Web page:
I read an article in the Weekend Australian Magazine dated May 16th – 17th 2009, which has profound ramifications for those women (and their partners) struggling with their fertility.
A recent University of Queensland study showed that children born to older fathers have, on average, lower scores of tests of intelligence than those born to younger dads.
Data analysed from more than 33,000 American children showed that the older the man when the child is conceived, the lower a child’s score is likely to be on tests of concentration, memory, reasoning, and reading skills.
A Swedish study reveals further, that the risk of schizophrenia begins to rise for those babies whose fathers were older than 29 and is higher if they are older than 55. The same age factor applies with the risk of bipolar.
Perhaps not surprising if we consider that ageing affects every cell in the body and has no gender bias. Somehow the perceptions around fertility as solely a female issue need rethinking. Men are part of the equation, and not just the pleasure part!
Sperm are not ageless, nor are they bullet-proof. Production of healthy sperm is dependant on the well-being of the man – a poor diet, stress and a toxic overload in the body, due to excess alcohol and smoking, dramatically affects the quality of a man’s sperm. So too, it is now confirmed, does ageing. If the little blighters have no tails, poor motility, are immature or are low in number, a woman’s chances of becoming pregnant are dramatically reduced. Similarly, if she falls pregnant the baby she bears will be less than optimally healthy, regardless of how ‘in the pink’ she is .
Due to the cringe factor, many women take sole responsibility for fertility. Furthermore, it is women who ‘hold the time lines and calendars in our heads, who have to surrender space in our bodies and clear time in our lives’. Women are the ones who have to juggle their careers, or settle for a partner who may be less than ideal because their biological clock is ticking over. Mainstream medicine has long discouraged ‘older’ females from having babies. In this sense and more, women have been long held responsible for the ultimate health of their child.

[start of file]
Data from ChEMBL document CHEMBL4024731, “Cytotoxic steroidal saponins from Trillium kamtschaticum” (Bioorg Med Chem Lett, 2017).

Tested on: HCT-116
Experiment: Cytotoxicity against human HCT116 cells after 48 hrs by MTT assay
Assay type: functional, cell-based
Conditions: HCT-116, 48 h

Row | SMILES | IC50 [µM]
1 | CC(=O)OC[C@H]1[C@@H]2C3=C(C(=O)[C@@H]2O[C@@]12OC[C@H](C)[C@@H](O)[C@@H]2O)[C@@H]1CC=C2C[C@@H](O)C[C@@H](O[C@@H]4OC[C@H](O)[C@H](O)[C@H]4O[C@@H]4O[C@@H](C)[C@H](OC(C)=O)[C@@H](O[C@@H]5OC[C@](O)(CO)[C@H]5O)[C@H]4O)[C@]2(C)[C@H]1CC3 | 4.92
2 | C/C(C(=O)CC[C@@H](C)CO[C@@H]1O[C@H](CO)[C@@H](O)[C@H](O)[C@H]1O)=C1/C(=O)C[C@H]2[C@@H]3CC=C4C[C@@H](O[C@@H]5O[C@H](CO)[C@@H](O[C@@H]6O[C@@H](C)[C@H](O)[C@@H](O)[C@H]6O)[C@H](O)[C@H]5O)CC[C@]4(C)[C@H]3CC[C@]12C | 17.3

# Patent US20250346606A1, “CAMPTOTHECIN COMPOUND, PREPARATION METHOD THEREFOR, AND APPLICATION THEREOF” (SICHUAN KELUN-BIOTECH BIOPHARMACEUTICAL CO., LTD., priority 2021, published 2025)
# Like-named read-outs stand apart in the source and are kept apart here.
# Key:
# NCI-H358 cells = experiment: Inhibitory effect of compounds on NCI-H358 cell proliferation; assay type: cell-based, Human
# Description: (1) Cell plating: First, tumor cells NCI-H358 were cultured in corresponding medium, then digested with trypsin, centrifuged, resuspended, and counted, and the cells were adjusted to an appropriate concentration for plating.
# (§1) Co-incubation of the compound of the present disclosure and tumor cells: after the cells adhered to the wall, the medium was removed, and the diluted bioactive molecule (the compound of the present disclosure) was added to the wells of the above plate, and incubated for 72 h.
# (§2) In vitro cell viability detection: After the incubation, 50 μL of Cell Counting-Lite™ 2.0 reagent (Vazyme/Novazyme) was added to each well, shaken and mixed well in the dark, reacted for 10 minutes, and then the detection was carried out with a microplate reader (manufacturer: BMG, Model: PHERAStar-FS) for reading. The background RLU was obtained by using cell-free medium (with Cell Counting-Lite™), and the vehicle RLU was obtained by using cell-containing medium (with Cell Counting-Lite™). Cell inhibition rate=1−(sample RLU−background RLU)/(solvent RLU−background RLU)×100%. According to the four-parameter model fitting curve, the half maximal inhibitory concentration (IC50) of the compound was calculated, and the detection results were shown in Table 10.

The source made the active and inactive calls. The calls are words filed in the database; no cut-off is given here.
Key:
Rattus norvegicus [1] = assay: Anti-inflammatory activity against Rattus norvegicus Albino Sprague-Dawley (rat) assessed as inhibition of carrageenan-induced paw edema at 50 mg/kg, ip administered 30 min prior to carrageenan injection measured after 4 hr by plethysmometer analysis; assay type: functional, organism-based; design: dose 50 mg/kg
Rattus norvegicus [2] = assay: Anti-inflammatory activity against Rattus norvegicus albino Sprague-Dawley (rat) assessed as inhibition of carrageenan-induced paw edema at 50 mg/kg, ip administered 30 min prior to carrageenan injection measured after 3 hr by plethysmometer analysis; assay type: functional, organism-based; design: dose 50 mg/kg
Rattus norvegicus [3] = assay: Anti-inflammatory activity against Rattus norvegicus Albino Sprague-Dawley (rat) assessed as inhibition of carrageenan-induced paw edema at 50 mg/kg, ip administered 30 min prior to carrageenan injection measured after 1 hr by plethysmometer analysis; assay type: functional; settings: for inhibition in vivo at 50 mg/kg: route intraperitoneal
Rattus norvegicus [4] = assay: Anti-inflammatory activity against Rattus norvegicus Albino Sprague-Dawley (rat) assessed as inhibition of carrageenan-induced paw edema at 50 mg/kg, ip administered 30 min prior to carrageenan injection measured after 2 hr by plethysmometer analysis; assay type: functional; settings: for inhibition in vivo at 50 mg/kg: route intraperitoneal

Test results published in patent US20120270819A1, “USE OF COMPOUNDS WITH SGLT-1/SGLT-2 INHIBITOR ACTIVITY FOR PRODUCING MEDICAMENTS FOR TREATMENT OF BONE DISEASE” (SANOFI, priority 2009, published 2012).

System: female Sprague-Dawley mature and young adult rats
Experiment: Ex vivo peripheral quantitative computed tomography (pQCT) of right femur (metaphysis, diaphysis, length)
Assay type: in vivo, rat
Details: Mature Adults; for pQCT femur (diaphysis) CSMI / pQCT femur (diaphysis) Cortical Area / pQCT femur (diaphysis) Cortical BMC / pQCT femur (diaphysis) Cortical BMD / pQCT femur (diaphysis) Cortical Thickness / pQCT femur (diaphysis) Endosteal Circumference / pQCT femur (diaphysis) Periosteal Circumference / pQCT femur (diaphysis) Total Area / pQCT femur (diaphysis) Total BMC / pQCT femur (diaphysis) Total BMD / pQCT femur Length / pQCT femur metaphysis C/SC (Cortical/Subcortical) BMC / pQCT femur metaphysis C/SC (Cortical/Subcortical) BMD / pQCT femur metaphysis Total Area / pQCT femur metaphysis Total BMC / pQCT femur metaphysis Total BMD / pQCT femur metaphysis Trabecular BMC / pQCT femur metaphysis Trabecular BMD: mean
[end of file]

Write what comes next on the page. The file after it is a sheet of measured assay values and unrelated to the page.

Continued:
Tables may turn when women are armed with this information about sperm ageing. No longer does the image of the older man with a younger woman on his arm seem so attractive, if older men are liable to be seen as past their fertility ‘use-by date’ by women.
The stereotype has always been that while older women just get old, men become more ‘distinguished’ with age. Women might find that, when they tune into their feminine intelligence, biologically inscripted to select the genetically best father for their offspring, they might now take age into account as well. Men may be forced to stick with women of their own age, because the biological drive of younger females to conceive under optimum conditions, puts them out into the grazing paddock.
We are in this together, males and females. Let’s stack the deck so that when all the cards are on the table, both genders are realistically appraised, without a bias that puts one on top of the pile, in favour of the other. Goodness knows, in the interests of evolution of the race, each succeeding generation must improve on the one before it.
For that to happen both men and women need to evaluate their health and well-being and make choices that ensure optimum chance for survival and thrival of their offspring, prior to conception.